With digitisation of services becoming a priority for many local authorities, I often see them push ahead with a ‘transformation’ project in one shape or another. It could be digital (in fact, it almost always is), or perhaps focused more on people or services. Some observers prefer to call it ‘change’, or an ‘improvement programme’. Whichever way you word it, some version of this exists in almost every single department.
An entire industry of consultants has ballooned (or has always been around in some way) to help the public sector realise its transformative vision.
In many ways, this makes sense. Many business processes still resemble bureaucracy reminiscent of the 60s, which, at its heart, sees the process of a paper form travelling between officers for approval throughout many services. Each transaction is its own mini ‘case’ isolated, independent of other needs or services.
This is instead of seeing it as a customer receiving a service, as part of the organisation’s wider need, and with most of the data required for decisions already known to the authority. Additional questions are only asked if necessary, and they help inform decisions on this and any other services.
As a result, today most council systems are built around the ‘case’ view, in which the resident is just one of the attributes in that case – frequently, not even the main one. This is typically an address or geo-location. Sometimes this is appropriate (when talking about trees, benches or roads), but most of the time a person or a business (which is a collection of persons) should be the focus of the service.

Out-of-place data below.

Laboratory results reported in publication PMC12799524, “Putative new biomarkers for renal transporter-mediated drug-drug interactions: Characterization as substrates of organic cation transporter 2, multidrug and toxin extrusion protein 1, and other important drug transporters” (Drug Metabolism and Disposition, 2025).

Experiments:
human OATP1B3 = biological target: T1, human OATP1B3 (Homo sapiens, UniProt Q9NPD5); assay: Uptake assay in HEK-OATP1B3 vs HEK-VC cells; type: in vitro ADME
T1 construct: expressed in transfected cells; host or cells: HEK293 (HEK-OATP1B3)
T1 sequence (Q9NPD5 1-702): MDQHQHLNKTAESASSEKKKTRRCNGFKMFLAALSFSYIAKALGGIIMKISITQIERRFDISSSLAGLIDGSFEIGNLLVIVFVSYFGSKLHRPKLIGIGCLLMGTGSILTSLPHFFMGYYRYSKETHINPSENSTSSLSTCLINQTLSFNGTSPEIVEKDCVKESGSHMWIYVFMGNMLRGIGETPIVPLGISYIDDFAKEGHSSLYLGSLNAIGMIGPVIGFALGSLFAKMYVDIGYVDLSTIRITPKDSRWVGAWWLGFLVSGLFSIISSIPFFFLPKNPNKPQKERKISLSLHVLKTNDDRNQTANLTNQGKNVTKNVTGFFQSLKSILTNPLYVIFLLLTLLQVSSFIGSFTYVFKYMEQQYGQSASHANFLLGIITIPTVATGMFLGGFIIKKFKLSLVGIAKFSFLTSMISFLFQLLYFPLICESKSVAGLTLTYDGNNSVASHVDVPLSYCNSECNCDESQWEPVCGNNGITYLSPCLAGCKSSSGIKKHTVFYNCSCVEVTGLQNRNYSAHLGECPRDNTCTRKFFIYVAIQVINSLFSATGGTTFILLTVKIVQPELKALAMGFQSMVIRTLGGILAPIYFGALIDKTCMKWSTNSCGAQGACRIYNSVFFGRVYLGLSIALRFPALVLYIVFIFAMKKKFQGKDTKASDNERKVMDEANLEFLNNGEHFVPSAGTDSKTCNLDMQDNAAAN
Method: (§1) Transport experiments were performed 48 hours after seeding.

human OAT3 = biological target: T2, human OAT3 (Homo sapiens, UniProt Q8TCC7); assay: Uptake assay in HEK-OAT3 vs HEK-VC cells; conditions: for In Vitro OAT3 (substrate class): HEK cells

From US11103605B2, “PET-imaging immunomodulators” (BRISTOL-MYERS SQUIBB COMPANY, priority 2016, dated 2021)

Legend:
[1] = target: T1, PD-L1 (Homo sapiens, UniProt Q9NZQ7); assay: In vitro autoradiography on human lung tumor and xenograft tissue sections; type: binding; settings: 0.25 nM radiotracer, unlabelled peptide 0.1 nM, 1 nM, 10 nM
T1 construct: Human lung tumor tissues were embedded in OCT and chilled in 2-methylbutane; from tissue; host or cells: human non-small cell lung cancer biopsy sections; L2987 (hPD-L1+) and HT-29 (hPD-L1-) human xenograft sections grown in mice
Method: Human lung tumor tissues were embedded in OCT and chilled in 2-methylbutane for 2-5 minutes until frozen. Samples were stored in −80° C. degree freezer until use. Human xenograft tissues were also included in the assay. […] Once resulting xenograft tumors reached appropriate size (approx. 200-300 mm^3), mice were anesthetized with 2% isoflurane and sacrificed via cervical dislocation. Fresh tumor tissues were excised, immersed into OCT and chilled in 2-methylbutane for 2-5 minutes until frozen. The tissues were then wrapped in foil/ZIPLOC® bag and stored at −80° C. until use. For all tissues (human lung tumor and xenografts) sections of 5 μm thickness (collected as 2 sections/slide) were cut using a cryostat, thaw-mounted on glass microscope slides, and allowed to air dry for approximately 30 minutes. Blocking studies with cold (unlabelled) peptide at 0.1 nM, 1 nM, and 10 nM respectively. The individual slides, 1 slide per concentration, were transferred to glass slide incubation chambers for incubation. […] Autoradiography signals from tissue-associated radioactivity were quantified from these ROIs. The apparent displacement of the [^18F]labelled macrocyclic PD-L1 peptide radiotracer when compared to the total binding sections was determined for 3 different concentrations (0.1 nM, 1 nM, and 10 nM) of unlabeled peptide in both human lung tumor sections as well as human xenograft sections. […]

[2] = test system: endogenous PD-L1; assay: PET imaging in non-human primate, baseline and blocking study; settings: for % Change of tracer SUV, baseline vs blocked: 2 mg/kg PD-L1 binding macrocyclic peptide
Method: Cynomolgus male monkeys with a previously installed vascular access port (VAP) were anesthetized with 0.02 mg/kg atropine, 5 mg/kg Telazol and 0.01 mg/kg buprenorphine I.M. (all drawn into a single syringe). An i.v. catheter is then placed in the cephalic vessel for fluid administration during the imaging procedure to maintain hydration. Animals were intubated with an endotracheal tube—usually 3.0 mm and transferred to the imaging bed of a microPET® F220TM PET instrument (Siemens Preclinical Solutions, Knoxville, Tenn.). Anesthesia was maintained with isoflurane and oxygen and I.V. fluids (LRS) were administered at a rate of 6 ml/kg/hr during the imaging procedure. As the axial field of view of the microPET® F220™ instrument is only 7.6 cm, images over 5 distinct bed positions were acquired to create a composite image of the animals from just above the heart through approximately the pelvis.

The public sector is under massive pressure, both financially and from citizens and businesses that expect faster, more efficient services, so it is not a surprise that many see a complete transformation, as a better way of achieving it, rather than waiting for the slow process of evolution. The online definition of ‘transformation’ sums this up well: "A transformation is a dramatic change in form or appearance. A transformation is an extreme, radical change."
So, when we at Arcus Global hear the word ‘transformation’, we naturally assume that this is what is meant. Given that everyone is talking about transformation, we are naturally very excited, and attracted to each authority that publicly states that it is looking to shake things up to their core.
In many cases, this initial excitement soon evaporates; a considerable amount of time and effort is spent only to discover that the reality is somewhat different. Even if, during meetings and initial procurement, councils say all the right things about transformation, have grand plans, sufficient budgets and even senior commitment, only in a few cases has it transpired to mean the same thing for the entire organisation.
In this series of blogs, I want to ‘call out’ the fake transformation. I want to talk about solutions and ideas. But most importantly, I want to start a wider debate about the importance of being clear on what your transformation means for you and your suppliers.